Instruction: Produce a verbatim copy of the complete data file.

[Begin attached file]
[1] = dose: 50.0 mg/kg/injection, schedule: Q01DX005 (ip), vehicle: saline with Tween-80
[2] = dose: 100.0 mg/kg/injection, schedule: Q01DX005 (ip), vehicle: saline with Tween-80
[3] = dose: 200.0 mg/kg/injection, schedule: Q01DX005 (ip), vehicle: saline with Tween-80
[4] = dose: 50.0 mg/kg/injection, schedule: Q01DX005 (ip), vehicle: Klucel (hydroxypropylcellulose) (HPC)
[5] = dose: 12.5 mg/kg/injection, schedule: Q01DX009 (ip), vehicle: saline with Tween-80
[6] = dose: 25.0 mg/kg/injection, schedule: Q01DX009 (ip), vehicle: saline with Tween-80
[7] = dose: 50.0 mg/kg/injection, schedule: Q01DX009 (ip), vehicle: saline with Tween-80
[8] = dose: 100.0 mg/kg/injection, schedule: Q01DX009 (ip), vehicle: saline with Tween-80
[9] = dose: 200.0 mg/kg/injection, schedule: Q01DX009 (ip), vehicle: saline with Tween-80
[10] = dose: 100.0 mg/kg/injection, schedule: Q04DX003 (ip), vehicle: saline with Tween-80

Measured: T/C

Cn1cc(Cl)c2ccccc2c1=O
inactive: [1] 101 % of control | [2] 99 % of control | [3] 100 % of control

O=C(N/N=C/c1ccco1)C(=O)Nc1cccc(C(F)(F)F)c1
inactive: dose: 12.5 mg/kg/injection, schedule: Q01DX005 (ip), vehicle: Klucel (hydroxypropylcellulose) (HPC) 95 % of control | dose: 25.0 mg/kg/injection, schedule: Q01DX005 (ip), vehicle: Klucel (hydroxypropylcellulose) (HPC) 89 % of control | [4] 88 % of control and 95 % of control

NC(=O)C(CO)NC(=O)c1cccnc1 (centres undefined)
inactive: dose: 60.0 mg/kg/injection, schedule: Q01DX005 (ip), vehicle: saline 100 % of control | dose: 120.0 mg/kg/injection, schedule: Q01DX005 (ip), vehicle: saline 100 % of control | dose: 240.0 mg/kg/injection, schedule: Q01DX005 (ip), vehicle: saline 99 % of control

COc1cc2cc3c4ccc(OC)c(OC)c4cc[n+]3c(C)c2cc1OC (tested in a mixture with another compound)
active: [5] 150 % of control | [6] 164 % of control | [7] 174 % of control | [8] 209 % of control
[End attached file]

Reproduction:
[1] = dose: 50.0 mg/kg/injection, schedule: Q01DX005 (ip), vehicle: saline with Tween-80
[2] = dose: 100.0 mg/kg/injection, schedule: Q01DX005 (ip), vehicle: saline with Tween-80
[3] = dose: 200.0 mg/kg/injection, schedule: Q01DX005 (ip), vehicle: saline with Tween-80
[4] = dose: 50.0 mg/kg/injection, schedule: Q01DX005 (ip), vehicle: Klucel (hydroxypropylcellulose) (HPC)
[5] = dose: 12.5 mg/kg/injection, schedule: Q01DX009 (ip), vehicle: saline with Tween-80
[6] = dose: 25.0 mg/kg/injection, schedule: Q01DX009 (ip), vehicle: saline with Tween-80
[7] = dose: 50.0 mg/kg/injection, schedule: Q01DX009 (ip), vehicle: saline with Tween-80
[8] = dose: 100.0 mg/kg/injection, schedule: Q01DX009 (ip), vehicle: saline with Tween-80
[9] = dose: 200.0 mg/kg/injection, schedule: Q01DX009 (ip), vehicle: saline with Tween-80
[10] = dose: 100.0 mg/kg/injection, schedule: Q04DX003 (ip), vehicle: saline with Tween-80

Measured: T/C

Cn1cc(Cl)c2ccccc2c1=O
inactive: [1] 101 % of control | [2] 99 % of control | [3] 100 % of control

O=C(N/N=C/c1ccco1)C(=O)Nc1cccc(C(F)(F)F)c1
inactive: dose: 12.5 mg/kg/injection, schedule: Q01DX005 (ip), vehicle: Klucel (hydroxypropylcellulose) (HPC) 95 % of control | dose: 25.0 mg/kg/injection, schedule: Q01DX005 (ip), vehicle: Klucel (hydroxypropylcellulose) (HPC) 89 % of control | [4] 88 % of control and 95 % of control

NC(=O)C(CO)NC(=O)c1cccnc1 (centres undefined)
inactive: dose: 60.0 mg/kg/injection, schedule: Q01DX005 (ip), vehicle: saline 100 % of control | dose: 120.0 mg/kg/injection, schedule: Q01DX005 (ip), vehicle: saline 100 % of control | dose: 240.0 mg/kg/injection, schedule: Q01DX005 (ip), vehicle: saline 99 % of control

COc1cc2cc3c4ccc(OC)c(OC)c4cc[n+]3c(C)c2cc1OC (tested in a mixture with another compound)
active: [5] 150 % of control | [6] 164 % of control | [7] 174 % of control | [8] 209 % of control